What inspired the story?
This book originated as a short story that was published in an anthology. Soon after its release readers requested a second book. I was never truly satisfied with the way I had written either story so I decided to dedicate myself to rewriting the tales. The first short story is being expanded into a full-length novel. This will also be the first time we’re taking an intimate look at the shifters and werewolves that live in New Gotham, and exploring some of the challenges they face in a world where monsters and humans are struggling to live together peacefully. The story is mainly inspired by the Boy Who Cried Wolf tale, Peter and the Wolf, and David P. Mannix’s The Fox and the Hound.
All of these tales have touched my heart in one way or another.
I’ve always identified with the Boy Who Cried Wolf. Whenever I hear anyone talk about this story, they always seem to side on the fact that the Boy Who Cried was a villain and a menace to society—he got what he deserved. I think what most people forget is that he was, in fact, a child. I think they forget that the root of that kind of behavior is the very human need to matter. He wanted to matter. He confused that desire with the desire to exert power over others, he choose a destructive way of going about it, and he paid the ultimate price. Honestly, in this tale, I see nothing but victims. No heroes. No villains. Just victims. And that has always bothered me.
Peter and the Wolf was one of those stories I heard as music first. I still play that symphony. There’s something wonderfully thrilling about the way Peter took charge of his destiny even when there were those who doubted him. There is also something wonderfully poignant about a child presenting that kind of strength. It’s easier to accept when a hero charges into battle. It’s harder to deal with the idea that the hero might be a child. So much of what we know of childhood is skewed by our own perceptions and prejudices. To me, Peter and the Wolf is a fantastic exploration of what it means to be brave and how age isn’t a relevant factor when we measure courage.
The Fox and the Hound is a childhood favorite. I was first exposed by the Disney movie, and read the book much later in life. I think I’m one of those people who identifies with animals easier than I do other people. The Fox and the Hound and Call of the Wild (Jack London) were books I started reading around the time I started going through puberty. At the time, I was confused about everything—relationships, school, my breasts. I started the book, and I remember feeling an overwhelming connection to those characters. I understood their world in a way I didn’t understand mine, especially when it came to the inexplicable and almost instantaneous and nearly indestructible bond shared between best friends and kindred spirits. The Fox and Hound is a love story to me, about two soul mates who couldn’t help but care for each other even after it was clear that being true to their nature meant there was no way they could live together as one.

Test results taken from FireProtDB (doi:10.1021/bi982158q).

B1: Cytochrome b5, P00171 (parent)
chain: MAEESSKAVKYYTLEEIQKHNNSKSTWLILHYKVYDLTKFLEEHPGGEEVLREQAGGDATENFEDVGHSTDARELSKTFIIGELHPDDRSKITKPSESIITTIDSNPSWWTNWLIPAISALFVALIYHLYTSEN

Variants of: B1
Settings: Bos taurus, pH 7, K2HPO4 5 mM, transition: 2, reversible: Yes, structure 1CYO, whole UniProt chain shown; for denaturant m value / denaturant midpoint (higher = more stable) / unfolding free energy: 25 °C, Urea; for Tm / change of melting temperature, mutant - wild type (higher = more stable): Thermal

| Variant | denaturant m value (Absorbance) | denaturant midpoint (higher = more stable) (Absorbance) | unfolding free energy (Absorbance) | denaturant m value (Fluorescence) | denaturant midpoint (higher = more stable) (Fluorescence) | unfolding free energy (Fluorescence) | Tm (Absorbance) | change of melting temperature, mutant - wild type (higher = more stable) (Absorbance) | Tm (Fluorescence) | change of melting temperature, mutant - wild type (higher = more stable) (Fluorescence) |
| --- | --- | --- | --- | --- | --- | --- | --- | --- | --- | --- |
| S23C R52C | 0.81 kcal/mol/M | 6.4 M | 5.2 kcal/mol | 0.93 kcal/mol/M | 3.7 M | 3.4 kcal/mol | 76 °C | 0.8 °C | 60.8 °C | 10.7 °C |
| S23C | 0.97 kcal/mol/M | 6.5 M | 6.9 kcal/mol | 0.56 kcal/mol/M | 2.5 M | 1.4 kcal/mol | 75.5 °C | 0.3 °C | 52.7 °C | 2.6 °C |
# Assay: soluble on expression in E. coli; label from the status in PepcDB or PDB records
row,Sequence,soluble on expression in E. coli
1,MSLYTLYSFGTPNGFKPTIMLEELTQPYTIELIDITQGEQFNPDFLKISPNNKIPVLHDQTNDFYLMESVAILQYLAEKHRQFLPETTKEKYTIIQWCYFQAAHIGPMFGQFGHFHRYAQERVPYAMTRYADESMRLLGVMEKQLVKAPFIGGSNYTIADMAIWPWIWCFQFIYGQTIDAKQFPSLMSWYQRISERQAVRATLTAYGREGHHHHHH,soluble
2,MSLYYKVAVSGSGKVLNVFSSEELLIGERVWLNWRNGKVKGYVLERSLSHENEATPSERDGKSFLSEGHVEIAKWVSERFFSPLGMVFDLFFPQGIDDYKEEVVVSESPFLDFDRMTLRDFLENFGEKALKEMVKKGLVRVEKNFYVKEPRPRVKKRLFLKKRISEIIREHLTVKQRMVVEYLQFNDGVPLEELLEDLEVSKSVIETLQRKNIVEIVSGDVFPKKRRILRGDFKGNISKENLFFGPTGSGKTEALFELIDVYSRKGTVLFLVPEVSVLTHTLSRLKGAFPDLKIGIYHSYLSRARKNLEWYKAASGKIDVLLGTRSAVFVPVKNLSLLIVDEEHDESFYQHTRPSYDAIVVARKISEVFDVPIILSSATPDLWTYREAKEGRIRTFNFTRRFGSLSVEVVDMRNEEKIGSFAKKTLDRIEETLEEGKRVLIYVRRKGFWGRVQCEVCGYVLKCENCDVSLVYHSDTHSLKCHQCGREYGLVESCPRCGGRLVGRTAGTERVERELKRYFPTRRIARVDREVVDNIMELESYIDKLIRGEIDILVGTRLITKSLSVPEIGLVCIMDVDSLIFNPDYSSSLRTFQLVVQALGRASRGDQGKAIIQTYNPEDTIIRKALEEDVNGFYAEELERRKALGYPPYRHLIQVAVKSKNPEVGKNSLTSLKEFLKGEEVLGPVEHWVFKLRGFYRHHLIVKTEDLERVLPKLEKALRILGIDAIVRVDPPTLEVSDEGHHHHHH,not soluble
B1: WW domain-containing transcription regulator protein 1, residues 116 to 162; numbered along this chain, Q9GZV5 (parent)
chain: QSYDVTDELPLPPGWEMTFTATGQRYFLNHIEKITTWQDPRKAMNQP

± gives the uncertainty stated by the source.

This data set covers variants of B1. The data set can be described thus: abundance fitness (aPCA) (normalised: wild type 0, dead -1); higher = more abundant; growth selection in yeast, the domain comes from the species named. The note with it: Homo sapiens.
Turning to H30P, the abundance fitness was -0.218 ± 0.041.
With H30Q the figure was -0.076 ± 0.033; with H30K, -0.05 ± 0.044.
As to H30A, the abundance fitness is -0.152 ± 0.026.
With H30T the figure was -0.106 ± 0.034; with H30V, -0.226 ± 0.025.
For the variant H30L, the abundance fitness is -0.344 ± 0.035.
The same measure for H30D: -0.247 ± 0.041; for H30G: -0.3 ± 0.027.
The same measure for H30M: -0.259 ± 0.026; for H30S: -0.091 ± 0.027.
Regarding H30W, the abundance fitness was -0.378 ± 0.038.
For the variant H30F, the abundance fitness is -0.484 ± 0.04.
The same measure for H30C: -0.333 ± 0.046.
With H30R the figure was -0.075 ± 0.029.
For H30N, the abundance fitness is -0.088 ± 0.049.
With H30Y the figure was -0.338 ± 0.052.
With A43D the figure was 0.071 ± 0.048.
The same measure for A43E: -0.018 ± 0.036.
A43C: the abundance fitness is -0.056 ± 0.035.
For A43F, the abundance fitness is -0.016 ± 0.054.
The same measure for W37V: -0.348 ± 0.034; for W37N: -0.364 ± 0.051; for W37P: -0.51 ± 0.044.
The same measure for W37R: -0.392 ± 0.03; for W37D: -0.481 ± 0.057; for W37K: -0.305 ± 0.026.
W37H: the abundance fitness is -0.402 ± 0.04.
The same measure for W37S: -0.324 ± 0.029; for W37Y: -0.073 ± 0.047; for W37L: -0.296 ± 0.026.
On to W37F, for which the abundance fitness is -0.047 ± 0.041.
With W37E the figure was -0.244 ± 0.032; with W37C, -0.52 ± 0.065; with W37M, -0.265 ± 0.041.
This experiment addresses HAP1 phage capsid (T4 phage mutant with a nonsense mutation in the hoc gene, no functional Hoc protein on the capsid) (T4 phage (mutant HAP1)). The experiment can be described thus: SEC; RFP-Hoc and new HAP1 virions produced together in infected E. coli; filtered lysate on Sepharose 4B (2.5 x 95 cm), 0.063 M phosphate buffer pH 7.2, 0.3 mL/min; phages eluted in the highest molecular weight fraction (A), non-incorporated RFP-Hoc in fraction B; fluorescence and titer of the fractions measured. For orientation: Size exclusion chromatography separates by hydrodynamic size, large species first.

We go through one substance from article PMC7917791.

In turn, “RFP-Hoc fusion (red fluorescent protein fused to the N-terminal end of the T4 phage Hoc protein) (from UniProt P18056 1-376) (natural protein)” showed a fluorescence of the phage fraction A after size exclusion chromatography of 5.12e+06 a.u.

Finally, when I started creating the characters I found myself drawn to the character of the Big Bad Wolf. What does it take for a creature to become the perfect hunter? What happens to a person when they are become more of a legend than a reality? And what kind of wolf eats a person? There seemed to be a lot of the latter, and it is always fascinated me that the very disturbing idea of someone being eaten continuously occurs in tales that are meant for children. I decided I would try my hand at writing such a creature, and I would leave him with all the horrible realities attached to who he was meant to be. Thus, Luca was born.
Who are the characters?
I’ve already spoke a little bit about Luca. The story itself revolves around both Peter, a kitsune, and Luca, a werewolf. When the book begins, Peter has lived a pretty normal life on a farm located on the city’s outskirts. Luca, on the other hand, has lived a demanding and brutal life. He’s an escaped slave on the run from his Master, and his reputation as the scariest werewolf that’s ever lived isn’t helping matters.
Both young men start the book with a shared past, and when they meet again for the first time since they were children it becomes clear that their fates are entwined for the second time. Of course, this is a romance. I’m not sure I can write a story that doesn’t have a little bit of romance in it. However, because of who these characters are and how they express themselves, this book could also probably be shelved as an Urban Fantasy with mild romantic elements. As a note – Peter and Luca are my first couple that aren’t exclusively involved in some kind of BDSM dynamic. They also double as my youngest characters. There could be a BDSM dynamic in the future but not in this first book.
What kind of folklore can readers expect?
As always readers can expect me to bring a little bit of everything. New Gotham’s forest is populated by creatures from various worlds, ethnic backgrounds, and mythological origins. I’ve even found a way to work an Aztec god into the plot. Readers can also expect to see characters from a few other tales like “Jack and Jill” and Aesop’s “The Grasshopper and The Ant.” One of the really cool aspects about writing this book has been crafting my own spin on the “Old Woman Who Lived in a Shoe” nursery rhythm. I had absolute blast building a monster orphanage. Finally, there are also some major influences from Japanese folklore in this book. It was fairly challenging to write because while I lived in Japan I’ve was studying Norse mythology and thus am better suited to writing that. (lol) Let’s just say I had to take a few trips to the bookstore to get this one right. In any case, New Gotham is bigger than ever and I suggest all readers pack their good stake and their flashlight just in case!